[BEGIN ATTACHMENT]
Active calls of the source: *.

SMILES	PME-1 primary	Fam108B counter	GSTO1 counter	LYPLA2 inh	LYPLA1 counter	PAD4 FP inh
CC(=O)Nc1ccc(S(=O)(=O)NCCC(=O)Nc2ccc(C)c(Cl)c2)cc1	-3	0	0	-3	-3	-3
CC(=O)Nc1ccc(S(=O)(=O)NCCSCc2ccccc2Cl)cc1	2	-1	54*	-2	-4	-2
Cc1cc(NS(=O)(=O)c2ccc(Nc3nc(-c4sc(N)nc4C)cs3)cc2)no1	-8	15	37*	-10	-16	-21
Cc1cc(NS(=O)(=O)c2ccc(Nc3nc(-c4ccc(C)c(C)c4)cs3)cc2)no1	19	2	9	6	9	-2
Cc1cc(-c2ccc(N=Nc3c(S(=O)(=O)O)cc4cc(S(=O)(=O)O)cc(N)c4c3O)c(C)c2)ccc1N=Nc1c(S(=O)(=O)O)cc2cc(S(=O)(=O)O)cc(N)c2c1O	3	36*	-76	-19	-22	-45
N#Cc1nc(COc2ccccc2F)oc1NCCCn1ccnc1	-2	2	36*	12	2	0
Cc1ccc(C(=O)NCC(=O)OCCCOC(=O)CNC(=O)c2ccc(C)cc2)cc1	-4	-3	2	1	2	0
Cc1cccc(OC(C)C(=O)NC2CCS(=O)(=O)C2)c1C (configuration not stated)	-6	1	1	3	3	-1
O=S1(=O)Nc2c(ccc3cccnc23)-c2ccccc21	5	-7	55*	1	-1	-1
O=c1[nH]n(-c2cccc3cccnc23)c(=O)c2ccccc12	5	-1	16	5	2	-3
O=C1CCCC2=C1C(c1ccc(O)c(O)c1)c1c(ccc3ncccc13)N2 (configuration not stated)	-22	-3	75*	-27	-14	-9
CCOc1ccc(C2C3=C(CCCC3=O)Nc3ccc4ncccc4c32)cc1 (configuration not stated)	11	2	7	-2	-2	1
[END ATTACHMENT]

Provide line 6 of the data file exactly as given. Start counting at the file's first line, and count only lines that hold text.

Cc1cc(NS(=O)(=O)c2ccc(Nc3nc(-c4ccc(C)c(C)c4)cs3)cc2)no1	19	2	9	6	9	-2